The court rejects plaintiff's tolling argument. There is no administrative exhaustion requirement for bringing a FMLA claim (see Medlock v. Fred Finch Children's Home, 2014 WL 4756055 *6 (N.D.Cal. 9/24/2014)), or for bringing a state law claim for retaliation against the exercise of workers compensation rights. While, there is an administrative exhaustion requirement for bringing a claim under the ADA, the time necessary to exhaust the administrative procedures for an ADA claim does not justify tolling the statute of limitations on plaintiff's other claims.

In Johnson v. Railway Exp. Agency, Inc., 421 U.S. 454, 465-66 (1975), the Court held that pursuing an administrative charge under Title VII did not toll the statute of limitations for an action under 42 U.S.C. § 1981. This holding has been cited by another court to support a ruling that the limitations period for a FMLA claim is not tolled by administrative proceedings related to other claims. Shannon v. City of Philadelphia, 1999 WL 126097 *5 (E.D.Pa. 3/5/1999); see also, Arrigo v. Link Stop, Inc., 2013 WL 6094581 *2 (W.D.Wis. 11/20/2013)(because the FMLA has no exhaustion requirement, the limitations period may run before a claim under Title VII or the ADA, even though the claims arise from the same events); Atwood v. Oregon Dept. of Transp., 2008 WL 803020 *8 n.2 (D.Ore. 3/20/2008)(same analysis, citing Shannon); Fialho v. Girl Scouts of Milwaukee Area, Inc., 2007 WL 1246433 *2 (E.D.Wis. 4/30/2007)(same analysis, citing Shannon); Palenske v. Westar Energy, Inc., 2005 WL 2455750 (D.Kan. 10/5/2005)(refusing equitable tolling where there is no evidence that plaintiff was lulled into inaction by her employer state or federal agencies or the court).

Like the FMLA, plaintiff's state law retaliation claim is an independent claim without an exhaustion requirement. The court finds that the limitations period for plaintiff's retaliation claim also is not tolled by administrative proceedings connected to a different cause of action.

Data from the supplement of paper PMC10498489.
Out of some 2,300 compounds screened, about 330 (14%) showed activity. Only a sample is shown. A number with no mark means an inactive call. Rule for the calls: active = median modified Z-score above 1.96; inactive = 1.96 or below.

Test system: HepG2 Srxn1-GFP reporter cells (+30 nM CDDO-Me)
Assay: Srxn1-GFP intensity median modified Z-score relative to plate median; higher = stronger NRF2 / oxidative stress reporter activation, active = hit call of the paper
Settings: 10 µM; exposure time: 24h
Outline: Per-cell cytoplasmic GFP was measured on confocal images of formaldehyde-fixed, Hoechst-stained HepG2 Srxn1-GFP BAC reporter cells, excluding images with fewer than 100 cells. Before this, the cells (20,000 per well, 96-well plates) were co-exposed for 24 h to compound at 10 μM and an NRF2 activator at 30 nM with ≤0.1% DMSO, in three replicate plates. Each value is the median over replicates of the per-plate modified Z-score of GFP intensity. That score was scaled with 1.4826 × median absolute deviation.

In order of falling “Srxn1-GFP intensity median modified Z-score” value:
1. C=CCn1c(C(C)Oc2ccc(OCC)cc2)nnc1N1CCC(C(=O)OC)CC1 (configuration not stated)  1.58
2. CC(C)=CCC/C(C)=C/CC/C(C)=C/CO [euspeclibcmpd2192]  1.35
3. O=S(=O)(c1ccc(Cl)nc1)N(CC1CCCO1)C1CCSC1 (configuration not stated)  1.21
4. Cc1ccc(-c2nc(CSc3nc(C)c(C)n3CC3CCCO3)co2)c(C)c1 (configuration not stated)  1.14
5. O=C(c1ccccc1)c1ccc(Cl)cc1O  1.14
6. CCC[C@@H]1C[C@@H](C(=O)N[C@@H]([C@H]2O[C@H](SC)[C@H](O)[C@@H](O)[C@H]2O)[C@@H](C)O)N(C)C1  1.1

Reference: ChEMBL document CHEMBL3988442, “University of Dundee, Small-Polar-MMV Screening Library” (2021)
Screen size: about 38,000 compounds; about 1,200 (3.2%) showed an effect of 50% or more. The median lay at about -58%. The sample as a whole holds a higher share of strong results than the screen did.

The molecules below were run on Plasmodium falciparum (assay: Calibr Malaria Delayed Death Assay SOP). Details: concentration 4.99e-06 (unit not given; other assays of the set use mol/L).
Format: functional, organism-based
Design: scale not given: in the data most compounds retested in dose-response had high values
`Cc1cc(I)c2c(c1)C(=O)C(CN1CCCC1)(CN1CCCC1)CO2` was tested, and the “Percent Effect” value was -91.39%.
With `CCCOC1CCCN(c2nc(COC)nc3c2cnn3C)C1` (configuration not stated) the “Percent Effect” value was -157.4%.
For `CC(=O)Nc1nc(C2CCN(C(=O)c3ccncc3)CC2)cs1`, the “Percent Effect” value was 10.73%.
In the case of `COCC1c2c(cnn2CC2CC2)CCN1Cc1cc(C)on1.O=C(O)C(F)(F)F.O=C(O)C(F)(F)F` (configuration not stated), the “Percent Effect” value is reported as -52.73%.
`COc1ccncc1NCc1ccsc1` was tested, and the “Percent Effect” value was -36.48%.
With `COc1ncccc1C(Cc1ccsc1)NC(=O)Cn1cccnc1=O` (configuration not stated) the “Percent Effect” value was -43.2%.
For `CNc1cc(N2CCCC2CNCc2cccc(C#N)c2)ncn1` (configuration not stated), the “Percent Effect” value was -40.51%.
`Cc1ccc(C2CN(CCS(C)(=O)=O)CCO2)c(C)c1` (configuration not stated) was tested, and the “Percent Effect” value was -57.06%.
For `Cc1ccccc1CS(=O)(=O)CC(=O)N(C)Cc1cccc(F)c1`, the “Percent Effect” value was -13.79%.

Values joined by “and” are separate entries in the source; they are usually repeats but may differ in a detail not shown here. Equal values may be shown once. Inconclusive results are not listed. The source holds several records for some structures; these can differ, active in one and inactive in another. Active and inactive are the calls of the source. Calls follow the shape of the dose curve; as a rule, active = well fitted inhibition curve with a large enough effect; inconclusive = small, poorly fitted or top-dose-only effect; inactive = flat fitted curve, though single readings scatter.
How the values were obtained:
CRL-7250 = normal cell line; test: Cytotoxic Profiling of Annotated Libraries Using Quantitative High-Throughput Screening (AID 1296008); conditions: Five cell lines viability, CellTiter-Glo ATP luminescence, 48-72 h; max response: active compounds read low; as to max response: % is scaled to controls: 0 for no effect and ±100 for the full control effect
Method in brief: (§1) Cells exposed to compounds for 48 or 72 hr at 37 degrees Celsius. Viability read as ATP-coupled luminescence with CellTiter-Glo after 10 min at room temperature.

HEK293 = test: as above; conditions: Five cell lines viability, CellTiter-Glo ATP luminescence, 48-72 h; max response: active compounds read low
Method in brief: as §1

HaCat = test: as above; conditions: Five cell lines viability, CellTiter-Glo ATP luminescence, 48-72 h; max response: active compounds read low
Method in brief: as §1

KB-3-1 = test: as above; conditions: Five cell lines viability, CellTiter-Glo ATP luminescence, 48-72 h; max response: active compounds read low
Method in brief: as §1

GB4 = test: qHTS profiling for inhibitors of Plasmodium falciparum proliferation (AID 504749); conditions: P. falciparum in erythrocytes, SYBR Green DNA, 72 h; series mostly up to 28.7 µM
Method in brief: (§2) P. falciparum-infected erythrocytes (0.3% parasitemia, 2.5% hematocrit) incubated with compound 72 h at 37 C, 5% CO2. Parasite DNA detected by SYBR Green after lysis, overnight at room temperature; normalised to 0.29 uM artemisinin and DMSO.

To avoid claim-splitting, plaintiff could have filed a timely complaint alleging the claims governed by a two-year limitations period and asked for a stay until she received a right-to-sue letter which would allow her to add her ADA claim.

C. Plaintiff has adequately alleged a willful violation of the FMLA for which there is a three-year limitations period.

"Willful conduct" is considered to be actions which are known to violate the FMLA or are taken in reckless disregard of the FMLA. Bass v. Potter, 522 F.3d 1098, 1103-04 (10th Cir. 2008). The amended complaint alleges that plaintiff was an eligible employee as defined by FMLA; that plaintiff availed herself of the FMLA protection because of a serious medical condition; that defendant was aware of plaintiff's serious medical condition; that defendant interfered with plaintiff's right to FMLA leave; and that defendant retaliated against and fired plaintiff for taking FMLA leave. Plaintiff also alleges that defendant's "retaliatory conduct" was willful.

The court believes these allegations are sufficient to state a plausible claim of a willful violation of the FMLA. See Mesmer v. Charter Communications, Inc., 2015 WL 3649287 *3-4 (W.D.Wash. 6/11/2015)(allegations that defendant denied leave and imposed discipline and terminated plaintiff for requesting leave are sufficient to support claim of a willful FMLA violation); Battle v. Alexandria, 2015 WL 1650246 *6 (E.D.Va. 4/14/2015)(allegation of a retaliatory demotion states a claim of a willful violation); Tolston-Allen v. City of Chicago, 2014 WL 1202742 *3-4 (N.D.Ill. 3/21/2014)(allegations that City refused plaintiff FMLA leave suffices to allege a willful violation); Moore v. Washington Hospital Center, 2012 WL 2915165 *4 (D.Md. 7/16/2012)(noting that a number of courts have presumed willfulness in retaliation cases). The court acknowledges that defendant ASCI has cited contrary authority.[2] But, willfulness may be more easily inferred from plaintiff's allegations than from the allegations in those cases. Moreover, the court remains mindful that the statute of limitations is an affirmative defense which a plaintiff is not required to negate in a complaint. See Caplinger v. Medtronic, Inc., 784 F.3d 1335, 1342 n.2 (10th Cir. 2015)(defendants must prove their affirmative defenses, plaintiffs need not disprove them in their complaints). When raising a statute of limitations defense in a Rule 12(b)(6) motion, the defendant must demonstrate that the allegations in the complaint plead plaintiff out of court. See Aldrich, supra (a statute of limitations defense may be resolved upon a Rule 12(b)(6) motion "when the dates given in the complaint make clear that the right sued upon has been extinguished."). Here, it is not clear that the three-year statute of limitations for willful FMLA violations is inapplicable. Therefore, the court shall deny the motion to dismiss as to FMLA claims alleging a willful violation.


In conclusion, the court shall grant defendant AAPI's motion to dismiss. Doc. No. 9. AAPI shall be dismissed without prejudice from this case. Defendant ASCI's motion to dismiss (Doc. No. 5) shall be granted in part and denied in part. The court shall dismiss plaintiff's state law retaliation claim and any FMLA claims governed by a two-year statute of limitations. Plaintiff's FMLA claims alleging willful violations of the statute shall not be dismissed.